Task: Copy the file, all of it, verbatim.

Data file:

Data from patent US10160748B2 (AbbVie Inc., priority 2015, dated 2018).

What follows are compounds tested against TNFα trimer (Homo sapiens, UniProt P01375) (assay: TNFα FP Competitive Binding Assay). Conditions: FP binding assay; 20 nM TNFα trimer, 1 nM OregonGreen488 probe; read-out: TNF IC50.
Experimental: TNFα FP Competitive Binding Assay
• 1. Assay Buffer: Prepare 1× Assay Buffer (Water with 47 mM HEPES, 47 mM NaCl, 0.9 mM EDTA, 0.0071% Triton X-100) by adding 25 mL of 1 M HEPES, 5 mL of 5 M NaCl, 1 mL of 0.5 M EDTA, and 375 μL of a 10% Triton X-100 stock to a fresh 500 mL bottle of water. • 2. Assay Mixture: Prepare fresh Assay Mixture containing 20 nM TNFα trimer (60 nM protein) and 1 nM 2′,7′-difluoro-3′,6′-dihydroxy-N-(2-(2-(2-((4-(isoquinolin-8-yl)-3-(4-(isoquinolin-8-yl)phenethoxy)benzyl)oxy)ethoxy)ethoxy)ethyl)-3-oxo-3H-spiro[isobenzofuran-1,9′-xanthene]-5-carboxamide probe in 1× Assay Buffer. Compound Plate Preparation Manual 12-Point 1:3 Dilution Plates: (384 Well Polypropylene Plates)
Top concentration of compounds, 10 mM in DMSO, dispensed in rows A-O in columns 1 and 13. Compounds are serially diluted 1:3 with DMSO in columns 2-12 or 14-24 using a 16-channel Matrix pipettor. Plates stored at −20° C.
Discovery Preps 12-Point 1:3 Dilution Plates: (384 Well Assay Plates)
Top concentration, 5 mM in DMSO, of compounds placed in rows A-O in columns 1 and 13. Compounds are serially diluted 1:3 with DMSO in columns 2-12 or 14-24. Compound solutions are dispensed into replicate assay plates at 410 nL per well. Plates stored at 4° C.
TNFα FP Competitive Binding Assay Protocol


Data from patent US10160748B2 (AbbVie Inc., priority 2015, dated 2018).

What follows are compounds tested against TNFα trimer (Homo sapiens, UniProt P01375) (assay: TNFα FP Competitive Binding Assay). Conditions: FP binding assay; 20 nM TNFα trimer, 1 nM OregonGreen488 probe; read-out: TNF IC50.
Experimental: TNFα FP Competitive Binding Assay
• 1. Assay Buffer: Prepare 1× Assay Buffer (Water with 47 mM HEPES, 47 mM NaCl, 0.9 mM EDTA, 0.0071% Triton X-100) by adding 25 mL of 1 M HEPES, 5 mL of 5 M NaCl, 1 mL of 0.5 M EDTA, and 375 μL of a 10% Triton X-100 stock to a fresh 500 mL bottle of water. • 2. Assay Mixture: Prepare fresh Assay Mixture containing 20 nM TNFα trimer (60 nM protein) and 1 nM 2′,7′-difluoro-3′,6′-dihydroxy-N-(2-(2-(2-((4-(isoquinolin-8-yl)-3-(4-(isoquinolin-8-yl)phenethoxy)benzyl)oxy)ethoxy)ethoxy)ethyl)-3-oxo-3H-spiro[isobenzofuran-1,9′-xanthene]-5-carboxamide probe in 1× Assay Buffer. Compound Plate Preparation Manual 12-Point 1:3 Dilution Plates: (384 Well Polypropylene Plates)
Top concentration of compounds, 10 mM in DMSO, dispensed in rows A-O in columns 1 and 13. Compounds are serially diluted 1:3 with DMSO in columns 2-12 or 14-24 using a 16-channel Matrix pipettor. Plates stored at −20° C.
Discovery Preps 12-Point 1:3 Dilution Plates: (384 Well Assay Plates)
Top concentration, 5 mM in DMSO, of compounds placed in rows A-O in columns 1 and 13. Compounds are serially diluted 1:3 with DMSO in columns 2-12 or 14-24. Compound solutions are dispensed into replicate assay plates at 410 nL per well. Plates stored at 4° C.
TNFα FP Competitive Binding Assay Protocol